Darnand eventually became leader of the militia in Vichy France, and hence was in charge of maintaining law and order there.
Here he is shown at an April 16, 1944, rally in Paris designed to encourage collaboration among the city's population."
Soros getting busy.
Young Soros’ role in deporting Jews from Hungary — described in his own words — is readily available with a google search.
Right now I’m posting from a “smart phone” which is not quite smart enough (or I’m not smart enough to figure out how) to copy & paste data w/URLs etc.
Of course, one cannot blame a 14 year old boy for doing what his own father told him was necessary to survive unspeakable evil.
But we might suppose some 60 years later a mature man would be more circumspect and contrite about it.
Note reports on the 32nd ID at Aitape — Japanese chased into the jungle, no serious opposition...
Sort of reminds us of Big Mac some years later talking about the Chinese & North Korea — nothing to worry about here...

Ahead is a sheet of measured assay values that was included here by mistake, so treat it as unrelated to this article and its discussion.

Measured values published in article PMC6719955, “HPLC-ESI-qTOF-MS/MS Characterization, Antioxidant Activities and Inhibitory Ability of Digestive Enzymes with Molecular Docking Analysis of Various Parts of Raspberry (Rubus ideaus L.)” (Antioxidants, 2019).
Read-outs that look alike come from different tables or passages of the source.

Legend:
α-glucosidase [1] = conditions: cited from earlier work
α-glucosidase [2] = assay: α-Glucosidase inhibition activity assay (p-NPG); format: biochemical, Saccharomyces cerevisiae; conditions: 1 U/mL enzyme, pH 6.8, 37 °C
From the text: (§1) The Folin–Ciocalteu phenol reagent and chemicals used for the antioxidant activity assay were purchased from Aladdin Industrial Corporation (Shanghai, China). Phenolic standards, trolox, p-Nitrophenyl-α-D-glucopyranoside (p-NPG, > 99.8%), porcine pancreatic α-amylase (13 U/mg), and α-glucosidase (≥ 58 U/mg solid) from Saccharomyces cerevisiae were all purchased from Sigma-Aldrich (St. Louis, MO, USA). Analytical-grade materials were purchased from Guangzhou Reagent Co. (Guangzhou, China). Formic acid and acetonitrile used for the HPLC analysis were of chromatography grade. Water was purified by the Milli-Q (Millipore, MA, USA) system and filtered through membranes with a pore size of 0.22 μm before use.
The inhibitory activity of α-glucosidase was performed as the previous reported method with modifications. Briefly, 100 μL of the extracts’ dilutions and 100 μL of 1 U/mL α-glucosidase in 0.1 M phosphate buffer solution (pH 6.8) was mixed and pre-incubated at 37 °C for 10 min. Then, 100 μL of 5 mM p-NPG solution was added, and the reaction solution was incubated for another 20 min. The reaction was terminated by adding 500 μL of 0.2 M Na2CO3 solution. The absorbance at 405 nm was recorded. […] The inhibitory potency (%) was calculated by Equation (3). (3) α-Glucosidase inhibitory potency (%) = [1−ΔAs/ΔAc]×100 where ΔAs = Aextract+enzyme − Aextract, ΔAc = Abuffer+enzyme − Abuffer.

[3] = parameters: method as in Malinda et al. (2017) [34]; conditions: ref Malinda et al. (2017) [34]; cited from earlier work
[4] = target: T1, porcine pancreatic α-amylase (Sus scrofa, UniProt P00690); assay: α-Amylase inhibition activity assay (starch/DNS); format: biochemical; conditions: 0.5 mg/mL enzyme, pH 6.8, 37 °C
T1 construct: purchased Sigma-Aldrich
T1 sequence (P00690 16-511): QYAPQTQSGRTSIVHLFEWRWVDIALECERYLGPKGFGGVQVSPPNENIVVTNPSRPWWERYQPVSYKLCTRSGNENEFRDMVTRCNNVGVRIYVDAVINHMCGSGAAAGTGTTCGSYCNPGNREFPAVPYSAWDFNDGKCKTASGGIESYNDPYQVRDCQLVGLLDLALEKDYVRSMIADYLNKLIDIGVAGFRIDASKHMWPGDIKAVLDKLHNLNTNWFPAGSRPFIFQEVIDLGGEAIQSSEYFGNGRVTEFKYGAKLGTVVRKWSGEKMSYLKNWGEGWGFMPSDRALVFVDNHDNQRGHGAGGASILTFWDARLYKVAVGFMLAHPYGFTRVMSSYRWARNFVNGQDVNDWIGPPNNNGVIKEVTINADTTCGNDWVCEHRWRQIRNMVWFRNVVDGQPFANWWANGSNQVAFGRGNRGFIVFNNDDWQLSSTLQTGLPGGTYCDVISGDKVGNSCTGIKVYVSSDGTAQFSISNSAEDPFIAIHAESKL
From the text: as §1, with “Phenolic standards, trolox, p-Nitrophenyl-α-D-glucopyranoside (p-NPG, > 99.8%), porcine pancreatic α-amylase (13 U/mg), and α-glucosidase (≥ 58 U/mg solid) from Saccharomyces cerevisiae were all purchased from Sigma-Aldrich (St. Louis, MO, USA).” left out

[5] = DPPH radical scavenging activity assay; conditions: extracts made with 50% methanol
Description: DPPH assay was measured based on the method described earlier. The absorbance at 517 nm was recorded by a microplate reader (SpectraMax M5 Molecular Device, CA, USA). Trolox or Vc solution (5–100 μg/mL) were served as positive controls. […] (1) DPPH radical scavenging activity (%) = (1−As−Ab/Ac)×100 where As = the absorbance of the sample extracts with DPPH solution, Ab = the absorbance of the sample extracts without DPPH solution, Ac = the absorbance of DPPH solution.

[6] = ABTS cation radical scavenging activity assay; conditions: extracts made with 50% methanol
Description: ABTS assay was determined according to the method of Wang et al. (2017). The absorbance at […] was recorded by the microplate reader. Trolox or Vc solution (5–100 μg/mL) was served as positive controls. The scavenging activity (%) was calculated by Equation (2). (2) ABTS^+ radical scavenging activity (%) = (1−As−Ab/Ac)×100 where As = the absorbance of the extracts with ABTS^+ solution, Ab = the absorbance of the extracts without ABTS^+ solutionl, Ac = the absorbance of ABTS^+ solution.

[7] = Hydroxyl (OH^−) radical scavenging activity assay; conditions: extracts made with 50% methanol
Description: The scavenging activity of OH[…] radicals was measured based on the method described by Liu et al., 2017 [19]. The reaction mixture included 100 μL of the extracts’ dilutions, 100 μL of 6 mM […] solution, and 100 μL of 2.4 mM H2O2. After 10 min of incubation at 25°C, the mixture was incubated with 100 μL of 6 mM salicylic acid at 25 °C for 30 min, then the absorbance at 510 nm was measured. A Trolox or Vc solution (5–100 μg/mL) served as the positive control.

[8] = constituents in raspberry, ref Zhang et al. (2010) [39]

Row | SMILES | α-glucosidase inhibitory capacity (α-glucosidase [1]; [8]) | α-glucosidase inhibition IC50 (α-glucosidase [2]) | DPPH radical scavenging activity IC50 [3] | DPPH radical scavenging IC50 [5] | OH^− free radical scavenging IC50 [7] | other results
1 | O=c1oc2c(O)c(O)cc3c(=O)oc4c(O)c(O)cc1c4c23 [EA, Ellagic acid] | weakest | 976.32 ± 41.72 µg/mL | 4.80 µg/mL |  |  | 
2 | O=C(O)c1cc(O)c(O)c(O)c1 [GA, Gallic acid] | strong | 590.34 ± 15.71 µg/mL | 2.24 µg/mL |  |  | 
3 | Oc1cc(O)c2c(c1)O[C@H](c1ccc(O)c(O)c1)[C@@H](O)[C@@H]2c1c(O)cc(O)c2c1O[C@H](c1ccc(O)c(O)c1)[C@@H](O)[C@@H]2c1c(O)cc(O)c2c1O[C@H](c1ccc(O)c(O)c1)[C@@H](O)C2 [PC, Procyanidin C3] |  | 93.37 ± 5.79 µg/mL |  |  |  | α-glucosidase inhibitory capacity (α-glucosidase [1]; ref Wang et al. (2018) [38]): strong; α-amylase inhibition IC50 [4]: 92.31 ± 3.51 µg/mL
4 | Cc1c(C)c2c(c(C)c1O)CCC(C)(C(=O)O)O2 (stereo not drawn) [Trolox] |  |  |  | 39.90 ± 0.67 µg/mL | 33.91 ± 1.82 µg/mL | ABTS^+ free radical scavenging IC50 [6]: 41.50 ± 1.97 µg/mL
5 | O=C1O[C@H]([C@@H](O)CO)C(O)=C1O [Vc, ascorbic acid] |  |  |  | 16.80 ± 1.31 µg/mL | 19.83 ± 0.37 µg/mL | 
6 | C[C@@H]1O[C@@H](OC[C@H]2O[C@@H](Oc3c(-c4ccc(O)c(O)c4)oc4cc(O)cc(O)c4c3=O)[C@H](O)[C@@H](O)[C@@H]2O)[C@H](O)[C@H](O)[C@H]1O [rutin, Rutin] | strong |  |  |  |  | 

And isn't it remarkable how much more interesting these reports become once we recognize a personal connection!
So, who assassinated Knox? At least he wasn’t tossed out of a window with a cord wrapped around his neck.
Sad to see the death of Frank Knox, Secretary of the Navy. A Republican newspaper owner, 1936 Vice Presidential nominee. He and Henry Stimson were brought into the cabinet in 1940 by FDR, trying to create a bipartisan defense effort.
Knox would be succeeded by James Forrestal, later first Secretary of Defense, whose term would end with his suicide.
Why are the Germans sowing mines in the Bay of Biscay? Everyone knows we are invading at the Pas de Calais.
The Times mentions bombing Cherbourg; first time we see something west of Calais on the target list.
I love the memo where Churchill complains about Americans eating too much meat. Did he really complain to Roosevelt about that?